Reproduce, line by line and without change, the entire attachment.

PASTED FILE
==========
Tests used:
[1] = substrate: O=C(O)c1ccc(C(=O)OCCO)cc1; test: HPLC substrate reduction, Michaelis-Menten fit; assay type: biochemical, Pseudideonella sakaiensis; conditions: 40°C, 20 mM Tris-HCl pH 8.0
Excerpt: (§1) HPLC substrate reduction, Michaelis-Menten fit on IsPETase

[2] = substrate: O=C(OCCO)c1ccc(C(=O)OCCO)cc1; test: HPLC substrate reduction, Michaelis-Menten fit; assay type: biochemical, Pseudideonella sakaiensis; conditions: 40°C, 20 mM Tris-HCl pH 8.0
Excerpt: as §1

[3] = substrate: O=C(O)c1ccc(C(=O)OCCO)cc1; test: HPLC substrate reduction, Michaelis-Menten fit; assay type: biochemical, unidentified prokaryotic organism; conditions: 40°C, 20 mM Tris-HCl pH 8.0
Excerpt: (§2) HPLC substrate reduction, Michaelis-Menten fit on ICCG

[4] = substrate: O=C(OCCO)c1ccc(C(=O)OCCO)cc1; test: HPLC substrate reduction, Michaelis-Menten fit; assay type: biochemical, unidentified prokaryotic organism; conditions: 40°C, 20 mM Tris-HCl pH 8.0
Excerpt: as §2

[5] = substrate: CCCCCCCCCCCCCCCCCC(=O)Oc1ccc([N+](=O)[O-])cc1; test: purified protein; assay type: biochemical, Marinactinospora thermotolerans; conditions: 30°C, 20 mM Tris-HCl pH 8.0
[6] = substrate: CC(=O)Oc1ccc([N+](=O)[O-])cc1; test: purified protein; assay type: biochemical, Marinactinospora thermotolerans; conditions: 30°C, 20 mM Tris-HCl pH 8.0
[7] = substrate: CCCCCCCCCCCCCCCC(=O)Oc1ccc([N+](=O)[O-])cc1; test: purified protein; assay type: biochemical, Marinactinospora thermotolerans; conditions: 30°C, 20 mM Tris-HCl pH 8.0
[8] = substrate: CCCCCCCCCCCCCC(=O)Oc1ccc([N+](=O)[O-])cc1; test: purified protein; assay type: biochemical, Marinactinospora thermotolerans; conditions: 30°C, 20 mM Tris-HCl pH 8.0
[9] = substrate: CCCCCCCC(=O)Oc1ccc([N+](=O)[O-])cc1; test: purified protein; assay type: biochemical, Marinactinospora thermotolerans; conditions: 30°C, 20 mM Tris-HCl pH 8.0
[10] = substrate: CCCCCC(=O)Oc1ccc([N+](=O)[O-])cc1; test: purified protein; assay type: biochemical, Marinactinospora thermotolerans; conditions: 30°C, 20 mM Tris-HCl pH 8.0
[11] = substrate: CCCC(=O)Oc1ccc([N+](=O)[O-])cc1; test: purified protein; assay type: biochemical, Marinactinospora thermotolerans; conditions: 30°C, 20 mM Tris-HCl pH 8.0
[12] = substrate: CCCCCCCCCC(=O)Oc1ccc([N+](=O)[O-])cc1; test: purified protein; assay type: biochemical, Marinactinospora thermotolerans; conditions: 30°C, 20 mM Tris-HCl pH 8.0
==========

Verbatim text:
Tests used:
[1] = substrate: O=C(O)c1ccc(C(=O)OCCO)cc1; test: HPLC substrate reduction, Michaelis-Menten fit; assay type: biochemical, Pseudideonella sakaiensis; conditions: 40°C, 20 mM Tris-HCl pH 8.0
Excerpt: (§1) HPLC substrate reduction, Michaelis-Menten fit on IsPETase

[2] = substrate: O=C(OCCO)c1ccc(C(=O)OCCO)cc1; test: HPLC substrate reduction, Michaelis-Menten fit; assay type: biochemical, Pseudideonella sakaiensis; conditions: 40°C, 20 mM Tris-HCl pH 8.0
Excerpt: as §1

[3] = substrate: O=C(O)c1ccc(C(=O)OCCO)cc1; test: HPLC substrate reduction, Michaelis-Menten fit; assay type: biochemical, unidentified prokaryotic organism; conditions: 40°C, 20 mM Tris-HCl pH 8.0
Excerpt: (§2) HPLC substrate reduction, Michaelis-Menten fit on ICCG

[4] = substrate: O=C(OCCO)c1ccc(C(=O)OCCO)cc1; test: HPLC substrate reduction, Michaelis-Menten fit; assay type: biochemical, unidentified prokaryotic organism; conditions: 40°C, 20 mM Tris-HCl pH 8.0
Excerpt: as §2

[5] = substrate: CCCCCCCCCCCCCCCCCC(=O)Oc1ccc([N+](=O)[O-])cc1; test: purified protein; assay type: biochemical, Marinactinospora thermotolerans; conditions: 30°C, 20 mM Tris-HCl pH 8.0
[6] = substrate: CC(=O)Oc1ccc([N+](=O)[O-])cc1; test: purified protein; assay type: biochemical, Marinactinospora thermotolerans; conditions: 30°C, 20 mM Tris-HCl pH 8.0
[7] = substrate: CCCCCCCCCCCCCCCC(=O)Oc1ccc([N+](=O)[O-])cc1; test: purified protein; assay type: biochemical, Marinactinospora thermotolerans; conditions: 30°C, 20 mM Tris-HCl pH 8.0
[8] = substrate: CCCCCCCCCCCCCC(=O)Oc1ccc([N+](=O)[O-])cc1; test: purified protein; assay type: biochemical, Marinactinospora thermotolerans; conditions: 30°C, 20 mM Tris-HCl pH 8.0
[9] = substrate: CCCCCCCC(=O)Oc1ccc([N+](=O)[O-])cc1; test: purified protein; assay type: biochemical, Marinactinospora thermotolerans; conditions: 30°C, 20 mM Tris-HCl pH 8.0
[10] = substrate: CCCCCC(=O)Oc1ccc([N+](=O)[O-])cc1; test: purified protein; assay type: biochemical, Marinactinospora thermotolerans; conditions: 30°C, 20 mM Tris-HCl pH 8.0
[11] = substrate: CCCC(=O)Oc1ccc([N+](=O)[O-])cc1; test: purified protein; assay type: biochemical, Marinactinospora thermotolerans; conditions: 30°C, 20 mM Tris-HCl pH 8.0
[12] = substrate: CCCCCCCCCC(=O)Oc1ccc([N+](=O)[O-])cc1; test: purified protein; assay type: biochemical, Marinactinospora thermotolerans; conditions: 30°C, 20 mM Tris-HCl pH 8.0